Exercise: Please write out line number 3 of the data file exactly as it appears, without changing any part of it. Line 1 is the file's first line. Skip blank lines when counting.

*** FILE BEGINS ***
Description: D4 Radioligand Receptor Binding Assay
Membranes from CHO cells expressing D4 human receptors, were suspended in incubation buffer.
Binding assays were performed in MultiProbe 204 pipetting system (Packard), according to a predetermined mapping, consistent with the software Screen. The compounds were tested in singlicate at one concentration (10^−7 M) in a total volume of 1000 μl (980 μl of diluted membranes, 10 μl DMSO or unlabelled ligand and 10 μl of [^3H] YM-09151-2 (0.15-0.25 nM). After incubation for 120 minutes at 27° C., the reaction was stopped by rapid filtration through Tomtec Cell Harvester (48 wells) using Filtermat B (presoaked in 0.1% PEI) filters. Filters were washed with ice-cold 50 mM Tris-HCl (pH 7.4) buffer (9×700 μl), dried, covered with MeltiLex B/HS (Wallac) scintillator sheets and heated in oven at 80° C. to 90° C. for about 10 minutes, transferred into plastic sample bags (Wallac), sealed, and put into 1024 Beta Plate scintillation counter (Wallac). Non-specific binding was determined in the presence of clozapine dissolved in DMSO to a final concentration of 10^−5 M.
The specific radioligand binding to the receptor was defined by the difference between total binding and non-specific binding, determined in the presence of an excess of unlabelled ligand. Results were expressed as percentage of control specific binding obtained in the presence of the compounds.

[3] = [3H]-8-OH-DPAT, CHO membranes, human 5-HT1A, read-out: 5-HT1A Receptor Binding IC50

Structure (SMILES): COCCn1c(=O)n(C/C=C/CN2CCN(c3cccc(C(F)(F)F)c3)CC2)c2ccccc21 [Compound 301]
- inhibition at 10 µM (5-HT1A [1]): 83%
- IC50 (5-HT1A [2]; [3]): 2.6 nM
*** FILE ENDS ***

Binding assays were performed in MultiProbe 204 pipetting system (Packard), according to a predetermined mapping, consistent with the software Screen. The compounds were tested in singlicate at one concentration (10^−7 M) in a total volume of 1000 μl (980 μl of diluted membranes, 10 μl DMSO or unlabelled ligand and 10 μl of [^3H] YM-09151-2 (0.15-0.25 nM). After incubation for 120 minutes at 27° C., the reaction was stopped by rapid filtration through Tomtec Cell Harvester (48 wells) using Filtermat B (presoaked in 0.1% PEI) filters. Filters were washed with ice-cold 50 mM Tris-HCl (pH 7.4) buffer (9×700 μl), dried, covered with MeltiLex B/HS (Wallac) scintillator sheets and heated in oven at 80° C. to 90° C. for about 10 minutes, transferred into plastic sample bags (Wallac), sealed, and put into 1024 Beta Plate scintillation counter (Wallac). Non-specific binding was determined in the presence of clozapine dissolved in DMSO to a final concentration of 10^−5 M.